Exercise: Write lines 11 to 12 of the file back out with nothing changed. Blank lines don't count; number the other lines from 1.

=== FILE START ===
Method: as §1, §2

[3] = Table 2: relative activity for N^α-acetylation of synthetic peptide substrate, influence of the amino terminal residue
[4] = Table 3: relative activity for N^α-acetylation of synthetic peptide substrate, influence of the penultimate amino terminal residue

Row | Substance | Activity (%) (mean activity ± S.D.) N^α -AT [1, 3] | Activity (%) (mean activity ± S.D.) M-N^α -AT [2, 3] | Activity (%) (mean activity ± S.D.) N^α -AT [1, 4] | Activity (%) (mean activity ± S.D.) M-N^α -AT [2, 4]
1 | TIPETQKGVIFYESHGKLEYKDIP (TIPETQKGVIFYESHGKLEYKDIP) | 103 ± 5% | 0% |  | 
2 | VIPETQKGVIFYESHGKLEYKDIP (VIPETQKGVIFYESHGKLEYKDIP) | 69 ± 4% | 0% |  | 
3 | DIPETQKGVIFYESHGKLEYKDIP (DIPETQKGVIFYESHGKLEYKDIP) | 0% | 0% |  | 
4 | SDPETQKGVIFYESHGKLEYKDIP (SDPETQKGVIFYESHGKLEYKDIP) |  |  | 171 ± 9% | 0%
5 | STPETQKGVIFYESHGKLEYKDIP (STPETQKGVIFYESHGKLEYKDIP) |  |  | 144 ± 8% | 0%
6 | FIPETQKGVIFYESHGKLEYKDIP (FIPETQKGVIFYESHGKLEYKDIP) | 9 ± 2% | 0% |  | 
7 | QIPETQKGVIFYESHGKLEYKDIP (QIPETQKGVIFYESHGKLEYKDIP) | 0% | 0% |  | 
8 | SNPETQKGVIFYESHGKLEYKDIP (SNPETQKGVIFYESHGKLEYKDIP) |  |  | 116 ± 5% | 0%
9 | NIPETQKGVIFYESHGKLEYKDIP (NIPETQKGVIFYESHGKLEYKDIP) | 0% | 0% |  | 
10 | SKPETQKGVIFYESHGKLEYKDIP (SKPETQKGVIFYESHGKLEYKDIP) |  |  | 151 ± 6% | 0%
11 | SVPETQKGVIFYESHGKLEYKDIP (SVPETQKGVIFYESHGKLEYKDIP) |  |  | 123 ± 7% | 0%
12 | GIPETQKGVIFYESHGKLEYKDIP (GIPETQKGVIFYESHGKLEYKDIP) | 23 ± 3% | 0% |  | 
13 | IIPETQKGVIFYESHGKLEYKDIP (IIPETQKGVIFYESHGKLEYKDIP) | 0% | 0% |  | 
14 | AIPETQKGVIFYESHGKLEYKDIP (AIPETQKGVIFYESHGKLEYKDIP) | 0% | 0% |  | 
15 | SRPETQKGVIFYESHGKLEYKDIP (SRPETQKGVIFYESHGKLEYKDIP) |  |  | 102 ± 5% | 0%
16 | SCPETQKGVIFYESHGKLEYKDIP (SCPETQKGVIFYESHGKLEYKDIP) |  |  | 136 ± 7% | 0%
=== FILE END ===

7 | QIPETQKGVIFYESHGKLEYKDIP (QIPETQKGVIFYESHGKLEYKDIP) | 0% | 0% |  | 
8 | SNPETQKGVIFYESHGKLEYKDIP (SNPETQKGVIFYESHGKLEYKDIP) |  |  | 116 ± 5% | 0%